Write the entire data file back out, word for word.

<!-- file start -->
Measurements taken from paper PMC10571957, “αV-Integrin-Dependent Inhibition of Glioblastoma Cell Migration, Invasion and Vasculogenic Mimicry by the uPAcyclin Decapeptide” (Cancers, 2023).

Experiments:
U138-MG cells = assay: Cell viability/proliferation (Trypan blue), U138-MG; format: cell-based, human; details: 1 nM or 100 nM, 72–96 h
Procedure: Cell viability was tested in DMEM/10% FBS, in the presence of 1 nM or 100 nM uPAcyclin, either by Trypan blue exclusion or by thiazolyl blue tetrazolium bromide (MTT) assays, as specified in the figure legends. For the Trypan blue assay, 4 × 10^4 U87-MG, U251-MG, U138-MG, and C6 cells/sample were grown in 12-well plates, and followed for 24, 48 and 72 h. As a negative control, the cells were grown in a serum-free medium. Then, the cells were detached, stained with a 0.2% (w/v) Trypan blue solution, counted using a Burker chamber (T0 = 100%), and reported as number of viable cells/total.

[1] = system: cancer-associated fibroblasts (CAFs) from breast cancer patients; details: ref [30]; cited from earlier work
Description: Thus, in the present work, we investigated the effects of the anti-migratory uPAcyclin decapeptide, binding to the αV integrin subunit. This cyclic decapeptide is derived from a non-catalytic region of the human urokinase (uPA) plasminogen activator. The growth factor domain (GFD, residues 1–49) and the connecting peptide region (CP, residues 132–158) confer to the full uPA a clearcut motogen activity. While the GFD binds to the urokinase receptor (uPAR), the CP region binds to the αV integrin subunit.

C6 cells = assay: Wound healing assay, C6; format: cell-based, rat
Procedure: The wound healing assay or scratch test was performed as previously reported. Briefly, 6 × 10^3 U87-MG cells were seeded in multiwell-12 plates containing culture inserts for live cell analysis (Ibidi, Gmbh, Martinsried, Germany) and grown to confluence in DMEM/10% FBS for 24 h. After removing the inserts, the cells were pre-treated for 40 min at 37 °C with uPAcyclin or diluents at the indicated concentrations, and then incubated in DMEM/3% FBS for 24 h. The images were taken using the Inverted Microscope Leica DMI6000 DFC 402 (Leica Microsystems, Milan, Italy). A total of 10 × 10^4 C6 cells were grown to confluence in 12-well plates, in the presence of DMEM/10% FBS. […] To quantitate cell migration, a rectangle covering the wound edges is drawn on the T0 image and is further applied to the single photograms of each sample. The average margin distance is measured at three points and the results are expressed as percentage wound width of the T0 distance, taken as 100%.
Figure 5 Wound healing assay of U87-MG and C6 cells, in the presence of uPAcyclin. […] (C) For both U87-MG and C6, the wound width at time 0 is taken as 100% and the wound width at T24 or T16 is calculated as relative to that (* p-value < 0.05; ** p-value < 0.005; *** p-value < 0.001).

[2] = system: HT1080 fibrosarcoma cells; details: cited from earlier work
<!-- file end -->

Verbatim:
Measurements taken from paper PMC10571957, “αV-Integrin-Dependent Inhibition of Glioblastoma Cell Migration, Invasion and Vasculogenic Mimicry by the uPAcyclin Decapeptide” (Cancers, 2023).

Experiments:
U138-MG cells = assay: Cell viability/proliferation (Trypan blue), U138-MG; format: cell-based, human; details: 1 nM or 100 nM, 72–96 h
Procedure: Cell viability was tested in DMEM/10% FBS, in the presence of 1 nM or 100 nM uPAcyclin, either by Trypan blue exclusion or by thiazolyl blue tetrazolium bromide (MTT) assays, as specified in the figure legends. For the Trypan blue assay, 4 × 10^4 U87-MG, U251-MG, U138-MG, and C6 cells/sample were grown in 12-well plates, and followed for 24, 48 and 72 h. As a negative control, the cells were grown in a serum-free medium. Then, the cells were detached, stained with a 0.2% (w/v) Trypan blue solution, counted using a Burker chamber (T0 = 100%), and reported as number of viable cells/total.

[1] = system: cancer-associated fibroblasts (CAFs) from breast cancer patients; details: ref [30]; cited from earlier work
Description: Thus, in the present work, we investigated the effects of the anti-migratory uPAcyclin decapeptide, binding to the αV integrin subunit. This cyclic decapeptide is derived from a non-catalytic region of the human urokinase (uPA) plasminogen activator. The growth factor domain (GFD, residues 1–49) and the connecting peptide region (CP, residues 132–158) confer to the full uPA a clearcut motogen activity. While the GFD binds to the urokinase receptor (uPAR), the CP region binds to the αV integrin subunit.

C6 cells = assay: Wound healing assay, C6; format: cell-based, rat
Procedure: The wound healing assay or scratch test was performed as previously reported. Briefly, 6 × 10^3 U87-MG cells were seeded in multiwell-12 plates containing culture inserts for live cell analysis (Ibidi, Gmbh, Martinsried, Germany) and grown to confluence in DMEM/10% FBS for 24 h. After removing the inserts, the cells were pre-treated for 40 min at 37 °C with uPAcyclin or diluents at the indicated concentrations, and then incubated in DMEM/3% FBS for 24 h. The images were taken using the Inverted Microscope Leica DMI6000 DFC 402 (Leica Microsystems, Milan, Italy). A total of 10 × 10^4 C6 cells were grown to confluence in 12-well plates, in the presence of DMEM/10% FBS. […] To quantitate cell migration, a rectangle covering the wound edges is drawn on the T0 image and is further applied to the single photograms of each sample. The average margin distance is measured at three points and the results are expressed as percentage wound width of the T0 distance, taken as 100%.
Figure 5 Wound healing assay of U87-MG and C6 cells, in the presence of uPAcyclin. […] (C) For both U87-MG and C6, the wound width at time 0 is taken as 100% and the wound width at T24 or T16 is calculated as relative to that (* p-value < 0.05; ** p-value < 0.005; *** p-value < 0.001).

[2] = system: HT1080 fibrosarcoma cells; details: cited from earlier work